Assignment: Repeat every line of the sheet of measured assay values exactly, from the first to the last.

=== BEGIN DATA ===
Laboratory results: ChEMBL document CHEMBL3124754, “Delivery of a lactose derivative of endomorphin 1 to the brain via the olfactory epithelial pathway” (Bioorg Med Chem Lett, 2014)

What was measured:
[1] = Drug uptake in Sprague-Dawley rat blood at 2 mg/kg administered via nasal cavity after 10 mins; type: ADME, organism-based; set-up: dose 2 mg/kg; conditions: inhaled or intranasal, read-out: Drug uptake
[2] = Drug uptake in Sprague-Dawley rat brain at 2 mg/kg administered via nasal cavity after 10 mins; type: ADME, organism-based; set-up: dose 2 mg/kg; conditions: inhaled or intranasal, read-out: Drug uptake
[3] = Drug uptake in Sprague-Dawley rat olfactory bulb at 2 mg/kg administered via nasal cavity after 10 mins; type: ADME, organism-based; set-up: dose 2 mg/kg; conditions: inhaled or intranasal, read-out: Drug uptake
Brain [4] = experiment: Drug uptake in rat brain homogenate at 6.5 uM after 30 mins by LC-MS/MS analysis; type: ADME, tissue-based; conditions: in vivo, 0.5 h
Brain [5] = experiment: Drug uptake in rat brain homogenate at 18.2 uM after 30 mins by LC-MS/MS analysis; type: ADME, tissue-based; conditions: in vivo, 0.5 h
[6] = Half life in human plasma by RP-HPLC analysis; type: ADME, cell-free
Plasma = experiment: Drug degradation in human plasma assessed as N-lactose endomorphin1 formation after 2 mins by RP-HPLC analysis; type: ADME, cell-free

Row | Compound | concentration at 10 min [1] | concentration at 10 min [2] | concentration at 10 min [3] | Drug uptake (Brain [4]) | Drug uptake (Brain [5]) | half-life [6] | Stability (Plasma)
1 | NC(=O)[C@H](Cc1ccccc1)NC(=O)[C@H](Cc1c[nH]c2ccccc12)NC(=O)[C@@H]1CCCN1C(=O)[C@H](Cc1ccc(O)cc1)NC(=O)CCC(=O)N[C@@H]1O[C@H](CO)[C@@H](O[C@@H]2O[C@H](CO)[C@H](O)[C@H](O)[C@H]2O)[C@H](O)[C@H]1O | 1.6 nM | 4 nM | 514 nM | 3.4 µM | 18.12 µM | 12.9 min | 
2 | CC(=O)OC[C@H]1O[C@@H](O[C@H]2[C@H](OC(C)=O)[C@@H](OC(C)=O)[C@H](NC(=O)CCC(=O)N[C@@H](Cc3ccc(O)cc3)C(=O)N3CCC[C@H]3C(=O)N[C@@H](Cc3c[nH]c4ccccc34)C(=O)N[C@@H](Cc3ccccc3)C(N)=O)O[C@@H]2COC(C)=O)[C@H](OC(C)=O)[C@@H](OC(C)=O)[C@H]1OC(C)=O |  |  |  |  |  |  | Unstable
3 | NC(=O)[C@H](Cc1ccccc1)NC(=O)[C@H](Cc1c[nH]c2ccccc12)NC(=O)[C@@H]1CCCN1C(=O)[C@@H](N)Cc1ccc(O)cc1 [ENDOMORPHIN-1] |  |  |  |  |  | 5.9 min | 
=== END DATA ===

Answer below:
Laboratory results: ChEMBL document CHEMBL3124754, “Delivery of a lactose derivative of endomorphin 1 to the brain via the olfactory epithelial pathway” (Bioorg Med Chem Lett, 2014)

What was measured:
[1] = Drug uptake in Sprague-Dawley rat blood at 2 mg/kg administered via nasal cavity after 10 mins; type: ADME, organism-based; set-up: dose 2 mg/kg; conditions: inhaled or intranasal, read-out: Drug uptake
[2] = Drug uptake in Sprague-Dawley rat brain at 2 mg/kg administered via nasal cavity after 10 mins; type: ADME, organism-based; set-up: dose 2 mg/kg; conditions: inhaled or intranasal, read-out: Drug uptake
[3] = Drug uptake in Sprague-Dawley rat olfactory bulb at 2 mg/kg administered via nasal cavity after 10 mins; type: ADME, organism-based; set-up: dose 2 mg/kg; conditions: inhaled or intranasal, read-out: Drug uptake
Brain [4] = experiment: Drug uptake in rat brain homogenate at 6.5 uM after 30 mins by LC-MS/MS analysis; type: ADME, tissue-based; conditions: in vivo, 0.5 h
Brain [5] = experiment: Drug uptake in rat brain homogenate at 18.2 uM after 30 mins by LC-MS/MS analysis; type: ADME, tissue-based; conditions: in vivo, 0.5 h
[6] = Half life in human plasma by RP-HPLC analysis; type: ADME, cell-free
Plasma = experiment: Drug degradation in human plasma assessed as N-lactose endomorphin1 formation after 2 mins by RP-HPLC analysis; type: ADME, cell-free

Row | Compound | concentration at 10 min [1] | concentration at 10 min [2] | concentration at 10 min [3] | Drug uptake (Brain [4]) | Drug uptake (Brain [5]) | half-life [6] | Stability (Plasma)
1 | NC(=O)[C@H](Cc1ccccc1)NC(=O)[C@H](Cc1c[nH]c2ccccc12)NC(=O)[C@@H]1CCCN1C(=O)[C@H](Cc1ccc(O)cc1)NC(=O)CCC(=O)N[C@@H]1O[C@H](CO)[C@@H](O[C@@H]2O[C@H](CO)[C@H](O)[C@H](O)[C@H]2O)[C@H](O)[C@H]1O | 1.6 nM | 4 nM | 514 nM | 3.4 µM | 18.12 µM | 12.9 min | 
2 | CC(=O)OC[C@H]1O[C@@H](O[C@H]2[C@H](OC(C)=O)[C@@H](OC(C)=O)[C@H](NC(=O)CCC(=O)N[C@@H](Cc3ccc(O)cc3)C(=O)N3CCC[C@H]3C(=O)N[C@@H](Cc3c[nH]c4ccccc34)C(=O)N[C@@H](Cc3ccccc3)C(N)=O)O[C@@H]2COC(C)=O)[C@H](OC(C)=O)[C@@H](OC(C)=O)[C@H]1OC(C)=O |  |  |  |  |  |  | Unstable
3 | NC(=O)[C@H](Cc1ccccc1)NC(=O)[C@H](Cc1c[nH]c2ccccc12)NC(=O)[C@@H]1CCCN1C(=O)[C@@H](N)Cc1ccc(O)cc1 [ENDOMORPHIN-1] |  |  |  |  |  | 5.9 min | 